|(Photo from Polski Kurnik)|
bearded wood-partridge (en); codorniz-de-Veracruz (pt); colin barbu (fr); colín barbudo (es); bartwachtel (de)
This species is endemic to Mexico, being confined to a few areas in Sierra Madre Oriental and Sierra Madre de Oaxaca, north and east of Mexico City.
These birds are 22-36 cm long and weigh 400-460 g.
The bearded wood-partridge is mostly found in moist, mountain evergreen forests and adjacent pine-oak forests with dense understorey, also using forest edges, second growths and shade coffee plantations. They are present at altitudes of 900-3.100 m.
They feed on fruits, nuts, berries and other plant matter, as well as some small invertebrates.
Bearded wood-partridges breed in February-June. They are probably monogamous and nest in a deep depression on the ground, lined with palm leaves, where the female lays 4-8 dull white eggs which are incubated for 28-32 days. The chicks are precocial, leaving the nest soon after hatching, and become able to fly at 7-14 days of age. They reach sexual maturity at 1-2 years of age.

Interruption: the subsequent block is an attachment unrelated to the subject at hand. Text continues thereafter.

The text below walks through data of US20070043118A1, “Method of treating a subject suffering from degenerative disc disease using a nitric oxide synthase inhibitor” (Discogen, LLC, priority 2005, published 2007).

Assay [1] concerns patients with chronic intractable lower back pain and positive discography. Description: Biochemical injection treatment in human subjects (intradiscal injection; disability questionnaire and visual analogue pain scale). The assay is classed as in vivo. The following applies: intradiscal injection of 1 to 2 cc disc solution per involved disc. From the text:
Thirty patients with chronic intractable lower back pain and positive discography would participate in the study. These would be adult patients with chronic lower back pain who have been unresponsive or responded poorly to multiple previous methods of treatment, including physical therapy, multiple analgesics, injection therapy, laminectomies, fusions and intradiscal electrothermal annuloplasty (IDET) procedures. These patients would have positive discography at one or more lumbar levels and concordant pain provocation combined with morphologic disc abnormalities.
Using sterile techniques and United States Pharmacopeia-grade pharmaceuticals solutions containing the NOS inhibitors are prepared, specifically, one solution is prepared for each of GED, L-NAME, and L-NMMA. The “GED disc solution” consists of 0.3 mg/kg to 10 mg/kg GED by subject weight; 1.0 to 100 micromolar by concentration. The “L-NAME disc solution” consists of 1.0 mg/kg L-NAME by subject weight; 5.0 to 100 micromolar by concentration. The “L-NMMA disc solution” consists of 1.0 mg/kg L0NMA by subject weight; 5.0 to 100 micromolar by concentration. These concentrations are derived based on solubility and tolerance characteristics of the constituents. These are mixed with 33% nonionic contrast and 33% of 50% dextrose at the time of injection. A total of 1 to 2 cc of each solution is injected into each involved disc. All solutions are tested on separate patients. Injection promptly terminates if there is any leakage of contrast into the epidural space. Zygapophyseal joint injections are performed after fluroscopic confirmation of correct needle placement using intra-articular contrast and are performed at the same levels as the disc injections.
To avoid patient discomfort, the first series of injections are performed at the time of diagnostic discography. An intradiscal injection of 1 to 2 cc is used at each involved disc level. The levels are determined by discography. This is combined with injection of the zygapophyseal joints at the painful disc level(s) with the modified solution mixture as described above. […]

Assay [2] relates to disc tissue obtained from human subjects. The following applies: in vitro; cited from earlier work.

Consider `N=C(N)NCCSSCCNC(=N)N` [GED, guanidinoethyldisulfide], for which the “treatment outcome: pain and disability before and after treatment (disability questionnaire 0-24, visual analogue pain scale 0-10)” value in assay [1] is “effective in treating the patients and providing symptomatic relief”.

IUCN status - VU (Vulnerable)
This species has a relatively small and fragmented breeding range. The global population is estimated at 3.600 individuals and believed to be declining rapidly due to habitat loss and degradation. With the exception of the remote Sierra Gorda, most of the bearded wood-partridge range in affected by habitat destruction and fragmentation as a result of logging, clearance for agriculture, road-building, tourist developments, intensive urbanization, sheep-ranching and grazing. Conversion from shade to sun coffee is a serious threat to some areas, while the fragmented populations are susceptible to subsistence hunting, predators, genetic retrogression and further human encroachment. Conservation action underway are limited to environmental education, through the development of posters and roadway signs.